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Publication numberUS7765585 B2
Publication typeGrant
Application numberUS 12/105,257
Publication dateJul 27, 2010
Filing dateApr 17, 2008
Priority dateOct 31, 2002
Fee statusLapsed
Also published asUS7526798, US20040088578, US20080196097
Publication number105257, 12105257, US 7765585 B2, US 7765585B2, US-B2-7765585, US7765585 B2, US7765585B2
InventorsChing-Yun Chao, Hyen Vui Chung, Ajay Reddy, Vishwanath Venkataramappa
Original AssigneeInternational Business Machines Corporation
Export CitationBiBTeX, EndNote, RefMan
External Links: USPTO, USPTO Assignment, Espacenet
Credential delegation using identity assertion
US 7765585 B2
Abstract
Run-as credentials delegation using identity assertion is presented. A server receives a request from a client that includes the client's user identifier and password. The server authenticates the client and stores the client's user identifier without the corresponding password in a client credential storage area. The server determines if a run-as command is specified to communicate with a downstream server. If a run-as command is specified, the server retrieves a corresponding run-as identity which identifies whether a client credential type, a server credential type, or a specific identifier credential type should be used in the run-as command. The server retrieves an identified credential corresponding to the identified credential type, and sends the identified credential in an identity assertion token to a downstream server.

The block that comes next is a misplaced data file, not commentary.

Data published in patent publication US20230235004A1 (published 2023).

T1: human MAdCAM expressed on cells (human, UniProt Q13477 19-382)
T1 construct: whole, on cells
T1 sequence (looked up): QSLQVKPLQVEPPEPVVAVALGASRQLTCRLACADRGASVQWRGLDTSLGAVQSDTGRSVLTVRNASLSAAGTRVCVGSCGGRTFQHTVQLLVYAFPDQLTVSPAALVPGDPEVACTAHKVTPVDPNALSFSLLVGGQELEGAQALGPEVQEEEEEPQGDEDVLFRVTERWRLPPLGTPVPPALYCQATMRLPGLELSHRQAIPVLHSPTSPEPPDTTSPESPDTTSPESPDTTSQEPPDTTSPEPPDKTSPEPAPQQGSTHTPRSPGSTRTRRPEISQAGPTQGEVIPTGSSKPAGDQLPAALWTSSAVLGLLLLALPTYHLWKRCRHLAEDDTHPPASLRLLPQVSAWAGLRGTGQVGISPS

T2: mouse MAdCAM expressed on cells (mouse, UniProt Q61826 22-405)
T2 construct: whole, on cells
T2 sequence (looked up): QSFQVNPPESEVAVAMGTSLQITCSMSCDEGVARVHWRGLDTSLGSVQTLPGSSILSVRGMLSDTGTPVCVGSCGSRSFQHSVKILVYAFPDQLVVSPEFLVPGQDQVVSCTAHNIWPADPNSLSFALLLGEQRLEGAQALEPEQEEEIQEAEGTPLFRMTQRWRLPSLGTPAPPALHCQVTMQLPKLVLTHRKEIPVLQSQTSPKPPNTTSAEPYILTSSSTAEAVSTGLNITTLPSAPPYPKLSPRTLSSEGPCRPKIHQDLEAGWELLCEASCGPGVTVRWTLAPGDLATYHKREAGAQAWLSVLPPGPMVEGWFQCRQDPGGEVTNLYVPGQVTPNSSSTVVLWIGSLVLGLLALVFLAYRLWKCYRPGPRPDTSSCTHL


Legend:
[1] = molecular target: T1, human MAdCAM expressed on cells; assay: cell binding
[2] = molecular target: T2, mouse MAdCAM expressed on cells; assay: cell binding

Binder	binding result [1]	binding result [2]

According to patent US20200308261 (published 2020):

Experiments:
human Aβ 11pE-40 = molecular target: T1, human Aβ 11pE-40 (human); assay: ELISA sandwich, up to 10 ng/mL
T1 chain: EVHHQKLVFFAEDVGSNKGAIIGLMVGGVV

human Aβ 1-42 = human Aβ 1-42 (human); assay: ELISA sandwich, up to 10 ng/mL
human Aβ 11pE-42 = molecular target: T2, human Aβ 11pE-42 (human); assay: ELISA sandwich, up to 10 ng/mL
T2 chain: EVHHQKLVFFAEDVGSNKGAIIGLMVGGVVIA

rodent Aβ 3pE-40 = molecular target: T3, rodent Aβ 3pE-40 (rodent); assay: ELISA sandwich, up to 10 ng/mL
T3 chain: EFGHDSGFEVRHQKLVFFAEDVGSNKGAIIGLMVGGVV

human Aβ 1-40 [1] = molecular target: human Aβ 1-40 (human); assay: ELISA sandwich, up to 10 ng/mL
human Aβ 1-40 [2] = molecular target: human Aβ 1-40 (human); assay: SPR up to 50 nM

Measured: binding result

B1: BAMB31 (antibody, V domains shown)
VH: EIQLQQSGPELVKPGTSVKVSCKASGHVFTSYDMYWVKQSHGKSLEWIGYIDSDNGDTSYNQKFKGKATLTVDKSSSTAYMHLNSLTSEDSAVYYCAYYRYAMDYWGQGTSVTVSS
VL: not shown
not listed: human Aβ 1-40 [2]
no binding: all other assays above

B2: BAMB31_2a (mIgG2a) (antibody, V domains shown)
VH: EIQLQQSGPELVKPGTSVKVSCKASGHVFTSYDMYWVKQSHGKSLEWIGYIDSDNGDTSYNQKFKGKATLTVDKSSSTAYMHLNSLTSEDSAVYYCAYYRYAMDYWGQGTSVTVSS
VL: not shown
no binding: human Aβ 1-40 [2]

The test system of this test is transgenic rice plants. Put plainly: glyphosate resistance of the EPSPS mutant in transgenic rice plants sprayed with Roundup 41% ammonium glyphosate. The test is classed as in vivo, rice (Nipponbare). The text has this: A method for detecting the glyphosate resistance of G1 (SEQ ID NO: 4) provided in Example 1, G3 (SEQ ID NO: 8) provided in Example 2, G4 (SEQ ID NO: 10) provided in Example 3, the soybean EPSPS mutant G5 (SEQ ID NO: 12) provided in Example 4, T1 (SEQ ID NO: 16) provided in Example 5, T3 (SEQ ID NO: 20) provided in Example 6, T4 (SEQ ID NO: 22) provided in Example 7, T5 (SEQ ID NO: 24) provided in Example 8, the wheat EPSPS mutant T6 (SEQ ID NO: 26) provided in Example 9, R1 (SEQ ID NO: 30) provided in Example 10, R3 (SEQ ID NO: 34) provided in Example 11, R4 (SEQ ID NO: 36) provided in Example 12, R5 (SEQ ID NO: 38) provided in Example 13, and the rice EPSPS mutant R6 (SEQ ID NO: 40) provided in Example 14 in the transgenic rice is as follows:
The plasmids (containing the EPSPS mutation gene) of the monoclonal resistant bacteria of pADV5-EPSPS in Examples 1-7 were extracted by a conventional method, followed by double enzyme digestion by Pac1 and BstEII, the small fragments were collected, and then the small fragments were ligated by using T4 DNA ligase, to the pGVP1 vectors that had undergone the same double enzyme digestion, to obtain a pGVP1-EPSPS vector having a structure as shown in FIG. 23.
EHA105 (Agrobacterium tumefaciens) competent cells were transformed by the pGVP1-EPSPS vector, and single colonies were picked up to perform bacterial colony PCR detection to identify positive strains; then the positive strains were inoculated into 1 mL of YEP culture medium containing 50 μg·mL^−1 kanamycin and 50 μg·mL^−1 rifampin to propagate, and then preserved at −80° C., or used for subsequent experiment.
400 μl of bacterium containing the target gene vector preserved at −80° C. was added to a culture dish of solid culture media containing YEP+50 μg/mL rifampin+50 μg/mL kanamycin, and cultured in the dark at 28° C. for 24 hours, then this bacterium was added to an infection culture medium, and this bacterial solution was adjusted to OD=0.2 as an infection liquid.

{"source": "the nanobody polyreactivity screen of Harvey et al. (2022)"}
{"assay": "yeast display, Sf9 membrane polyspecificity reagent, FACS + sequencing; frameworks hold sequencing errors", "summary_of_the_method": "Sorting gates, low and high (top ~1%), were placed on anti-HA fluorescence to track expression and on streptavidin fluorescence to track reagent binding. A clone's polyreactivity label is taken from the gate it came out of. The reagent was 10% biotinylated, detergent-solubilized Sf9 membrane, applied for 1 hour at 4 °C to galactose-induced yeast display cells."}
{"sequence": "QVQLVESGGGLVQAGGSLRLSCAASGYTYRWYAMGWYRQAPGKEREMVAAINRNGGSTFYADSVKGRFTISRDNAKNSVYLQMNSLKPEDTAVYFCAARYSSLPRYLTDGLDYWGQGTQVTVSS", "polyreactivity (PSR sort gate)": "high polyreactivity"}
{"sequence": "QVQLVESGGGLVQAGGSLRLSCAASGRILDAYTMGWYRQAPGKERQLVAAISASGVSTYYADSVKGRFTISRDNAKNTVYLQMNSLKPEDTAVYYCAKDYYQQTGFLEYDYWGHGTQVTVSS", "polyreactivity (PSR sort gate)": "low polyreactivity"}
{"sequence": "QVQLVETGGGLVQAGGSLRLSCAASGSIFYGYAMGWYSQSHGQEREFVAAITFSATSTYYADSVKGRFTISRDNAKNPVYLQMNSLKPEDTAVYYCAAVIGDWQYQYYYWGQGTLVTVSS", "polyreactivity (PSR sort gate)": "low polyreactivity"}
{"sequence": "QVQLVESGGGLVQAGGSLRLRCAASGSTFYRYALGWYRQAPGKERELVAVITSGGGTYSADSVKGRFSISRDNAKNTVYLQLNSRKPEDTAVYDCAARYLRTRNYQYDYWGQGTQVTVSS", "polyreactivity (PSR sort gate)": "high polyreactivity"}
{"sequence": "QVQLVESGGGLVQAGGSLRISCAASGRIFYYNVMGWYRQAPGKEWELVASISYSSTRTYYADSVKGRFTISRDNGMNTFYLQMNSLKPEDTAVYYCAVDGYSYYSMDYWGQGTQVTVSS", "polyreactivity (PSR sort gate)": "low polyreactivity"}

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Claims(6)
1. An information handling system comprising:
one or more processors;
a memory accessible by the processors;